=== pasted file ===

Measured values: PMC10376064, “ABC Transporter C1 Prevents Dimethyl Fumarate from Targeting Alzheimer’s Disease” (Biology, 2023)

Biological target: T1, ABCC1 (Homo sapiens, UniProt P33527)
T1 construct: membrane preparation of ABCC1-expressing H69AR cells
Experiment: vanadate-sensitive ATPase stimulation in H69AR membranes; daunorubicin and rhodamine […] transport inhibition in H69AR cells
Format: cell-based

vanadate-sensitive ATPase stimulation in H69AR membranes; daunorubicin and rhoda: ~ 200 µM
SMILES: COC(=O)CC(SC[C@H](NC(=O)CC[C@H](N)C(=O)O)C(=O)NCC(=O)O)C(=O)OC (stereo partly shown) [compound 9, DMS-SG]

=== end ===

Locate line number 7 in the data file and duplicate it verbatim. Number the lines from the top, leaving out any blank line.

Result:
SMILES: COC(=O)CC(SC[C@H](NC(=O)CC[C@H](N)C(=O)O)C(=O)NCC(=O)O)C(=O)OC (stereo partly shown) [compound 9, DMS-SG]